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New evidence suggests love languages are important for heterosexual relationship satisfaction

New evidence suggests love languages ​​are important for the satisfaction of heterosexual relationships

A silhouette of a couple standing together. Credit: Oziel Gómez, Unsplash, CC0 (creativecommons.org/publicdomain/zero/1.0/)

New evidence supports the idea that the satisfaction of heterosexual relationships is related to the fulfillment of people’s personal preferences for receiving affection expressed in different love languages. Olha Mostova of the University of Warsaw, Poland, and colleagues present these findings in the open-access journal PLOS ONE on June 22, 2022.

Love languages ​​refer to the popular idea that people differ in both the way they express affection and the way they want to receive it. This hypothesis includes five different love languages: words of affirmation, spending quality time together, giving gifts, acts of service, and physical touch. Despite its popularity, the concept of love languages ​​remains relatively underexposed by researchers.

To deepen the understanding, Mostova and colleagues conducted a study of 100 heterosexual couples who had been together for 6 months to 24 years. The participants were between the ages of 17 and 58 and each completed a questionnaire containing questions developed in previous love language research.

The questionnaire evaluated the participants’ preferred languages ​​to use when expressing love to their partner, and in turn, which love languages ​​used by their partner made them feel loved most. This data allowed the researchers to identify the extent of any mismatches within each pair. They also rated the participants’ relationship satisfaction, sexual satisfaction, and empathy.

This analysis showed that, for both men and women, participants whose partners used the love languages ​​they most preferred to receive had higher relationships and sexual satisfaction. More satisfaction was also found among participants who reported using the love languages ​​their partners preferred to receive.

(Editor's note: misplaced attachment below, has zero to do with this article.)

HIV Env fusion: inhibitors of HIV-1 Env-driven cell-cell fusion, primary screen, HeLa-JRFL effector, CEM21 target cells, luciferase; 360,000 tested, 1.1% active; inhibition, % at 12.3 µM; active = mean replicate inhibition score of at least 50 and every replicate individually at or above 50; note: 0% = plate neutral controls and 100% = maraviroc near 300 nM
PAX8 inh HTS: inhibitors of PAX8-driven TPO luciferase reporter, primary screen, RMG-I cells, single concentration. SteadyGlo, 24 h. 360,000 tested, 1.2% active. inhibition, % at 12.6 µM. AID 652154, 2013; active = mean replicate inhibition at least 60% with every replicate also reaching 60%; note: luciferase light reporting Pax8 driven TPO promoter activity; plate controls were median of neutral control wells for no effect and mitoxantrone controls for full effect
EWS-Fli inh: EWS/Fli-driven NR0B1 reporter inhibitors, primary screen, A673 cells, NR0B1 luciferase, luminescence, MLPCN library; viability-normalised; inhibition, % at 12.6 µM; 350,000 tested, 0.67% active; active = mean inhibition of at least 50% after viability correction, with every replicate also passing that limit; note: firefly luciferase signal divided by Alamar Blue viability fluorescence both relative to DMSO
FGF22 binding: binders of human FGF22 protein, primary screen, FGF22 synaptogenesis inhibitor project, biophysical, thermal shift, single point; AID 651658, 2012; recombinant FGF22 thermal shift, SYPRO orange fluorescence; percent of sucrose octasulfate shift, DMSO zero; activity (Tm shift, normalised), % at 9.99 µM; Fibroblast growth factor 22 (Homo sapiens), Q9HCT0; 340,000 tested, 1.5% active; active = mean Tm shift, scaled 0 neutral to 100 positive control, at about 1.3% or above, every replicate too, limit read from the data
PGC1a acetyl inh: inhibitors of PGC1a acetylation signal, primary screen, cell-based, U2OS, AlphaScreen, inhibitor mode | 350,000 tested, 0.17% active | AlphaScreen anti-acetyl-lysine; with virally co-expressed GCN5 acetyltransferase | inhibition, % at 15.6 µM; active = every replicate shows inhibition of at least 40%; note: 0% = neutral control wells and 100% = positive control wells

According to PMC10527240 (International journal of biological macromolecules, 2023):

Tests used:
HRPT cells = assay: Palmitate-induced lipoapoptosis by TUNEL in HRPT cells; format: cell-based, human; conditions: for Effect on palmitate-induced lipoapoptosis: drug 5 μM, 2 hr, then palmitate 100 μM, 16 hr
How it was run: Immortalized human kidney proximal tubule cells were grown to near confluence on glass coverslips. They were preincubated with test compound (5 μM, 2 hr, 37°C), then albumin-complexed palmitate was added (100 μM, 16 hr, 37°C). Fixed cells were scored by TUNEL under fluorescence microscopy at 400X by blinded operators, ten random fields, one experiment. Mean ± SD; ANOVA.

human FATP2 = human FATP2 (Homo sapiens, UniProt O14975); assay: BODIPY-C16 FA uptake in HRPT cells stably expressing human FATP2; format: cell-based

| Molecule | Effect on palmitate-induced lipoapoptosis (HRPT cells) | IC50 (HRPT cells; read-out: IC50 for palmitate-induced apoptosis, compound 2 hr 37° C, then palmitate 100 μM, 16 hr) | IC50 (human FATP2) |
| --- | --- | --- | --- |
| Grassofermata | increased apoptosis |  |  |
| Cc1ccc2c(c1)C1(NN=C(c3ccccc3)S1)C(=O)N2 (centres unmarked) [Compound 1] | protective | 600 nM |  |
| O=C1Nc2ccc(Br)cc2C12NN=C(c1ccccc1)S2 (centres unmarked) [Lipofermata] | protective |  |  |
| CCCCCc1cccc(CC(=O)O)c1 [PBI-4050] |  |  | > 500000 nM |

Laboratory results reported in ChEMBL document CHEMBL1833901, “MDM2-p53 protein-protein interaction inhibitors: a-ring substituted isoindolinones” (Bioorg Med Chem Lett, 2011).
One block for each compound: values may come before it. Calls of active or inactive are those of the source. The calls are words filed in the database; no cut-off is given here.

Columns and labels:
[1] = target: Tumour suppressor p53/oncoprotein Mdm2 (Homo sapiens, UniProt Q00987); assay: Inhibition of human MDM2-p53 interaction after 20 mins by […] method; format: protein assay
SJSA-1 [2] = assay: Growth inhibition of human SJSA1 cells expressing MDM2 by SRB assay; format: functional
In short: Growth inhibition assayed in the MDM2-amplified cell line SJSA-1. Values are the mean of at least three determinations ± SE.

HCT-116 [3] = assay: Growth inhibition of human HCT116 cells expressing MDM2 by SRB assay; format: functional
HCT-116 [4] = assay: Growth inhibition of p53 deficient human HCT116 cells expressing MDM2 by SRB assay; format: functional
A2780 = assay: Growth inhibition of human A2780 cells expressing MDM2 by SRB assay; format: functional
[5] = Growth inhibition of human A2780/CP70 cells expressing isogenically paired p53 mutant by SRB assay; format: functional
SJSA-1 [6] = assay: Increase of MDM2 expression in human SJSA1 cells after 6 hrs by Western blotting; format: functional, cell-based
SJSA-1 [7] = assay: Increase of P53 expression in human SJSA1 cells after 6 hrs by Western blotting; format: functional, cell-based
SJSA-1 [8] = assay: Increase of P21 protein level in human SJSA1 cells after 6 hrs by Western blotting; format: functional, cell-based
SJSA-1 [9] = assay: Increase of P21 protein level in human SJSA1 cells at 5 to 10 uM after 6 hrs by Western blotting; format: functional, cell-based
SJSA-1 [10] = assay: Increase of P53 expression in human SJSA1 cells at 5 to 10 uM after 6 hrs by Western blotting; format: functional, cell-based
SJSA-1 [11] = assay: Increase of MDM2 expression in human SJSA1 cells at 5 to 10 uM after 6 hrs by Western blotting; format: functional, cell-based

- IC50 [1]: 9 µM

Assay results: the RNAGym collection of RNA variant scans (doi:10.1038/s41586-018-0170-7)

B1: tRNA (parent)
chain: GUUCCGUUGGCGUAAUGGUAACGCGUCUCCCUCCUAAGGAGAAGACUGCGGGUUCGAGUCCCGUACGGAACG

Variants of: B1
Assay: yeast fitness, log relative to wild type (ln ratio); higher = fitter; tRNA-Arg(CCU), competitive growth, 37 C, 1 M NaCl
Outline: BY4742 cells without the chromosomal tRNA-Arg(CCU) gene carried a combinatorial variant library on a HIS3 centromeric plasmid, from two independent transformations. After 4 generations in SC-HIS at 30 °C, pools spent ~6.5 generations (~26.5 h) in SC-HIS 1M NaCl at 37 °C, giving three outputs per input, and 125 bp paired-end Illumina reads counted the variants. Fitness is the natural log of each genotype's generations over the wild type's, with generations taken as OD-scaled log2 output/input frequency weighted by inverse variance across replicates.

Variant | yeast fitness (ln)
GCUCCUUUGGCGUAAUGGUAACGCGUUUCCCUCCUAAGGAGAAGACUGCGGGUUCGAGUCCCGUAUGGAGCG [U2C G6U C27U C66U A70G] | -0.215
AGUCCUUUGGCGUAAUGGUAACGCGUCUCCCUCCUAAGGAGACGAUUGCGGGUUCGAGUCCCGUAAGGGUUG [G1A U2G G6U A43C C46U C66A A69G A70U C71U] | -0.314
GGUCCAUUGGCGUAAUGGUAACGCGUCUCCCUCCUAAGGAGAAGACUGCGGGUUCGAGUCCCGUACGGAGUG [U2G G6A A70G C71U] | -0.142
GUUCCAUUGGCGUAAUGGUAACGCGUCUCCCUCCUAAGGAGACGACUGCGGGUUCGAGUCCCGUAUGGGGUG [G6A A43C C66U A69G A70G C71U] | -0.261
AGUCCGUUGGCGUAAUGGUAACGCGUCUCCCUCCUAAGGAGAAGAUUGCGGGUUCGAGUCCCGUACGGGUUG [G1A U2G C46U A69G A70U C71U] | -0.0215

The researchers had hypothesized that empathy would be associated with a greater tendency for a participant to use the love language their partner prefers to receive. While the analysis showed some minor support for certain empathy subtypes that influence male participants’ relationship experiences, this hypothesis was not generally supported.

Although the study only included heterosexual couples, the researchers suggest that focusing on partners’ love language needs may be effective in couples therapy. They also suggest different directions for future research, such as examining whether love-language matching is actually more satisfying, whether it arises from it, or whether it is an entirely different factor.

The authors add, “Our findings suggest that people who better match each other’s love language preferences are more satisfied with their relationships and sexual lives. Dimensional assessment may be preferable to typologizing love languages.”

Study shows that men say ‘I love you’ first in heterosexual relationships

More information:
I love the way you love me: Responding to your partner’s love language preferences increases satisfaction in romantic heterosexual couples, PLoS ONE (2022). DOI: 10.1371/journal.pone.0269429

Provided by Public Library of Science

Quote: New evidence suggests love languages ​​are important for heterosexual relationship satisfaction (2022, June 22) retrieved June 22, 2022 from https://phys.org/news/2022-06-evidence-languages-important-heterosexual-relationship. html

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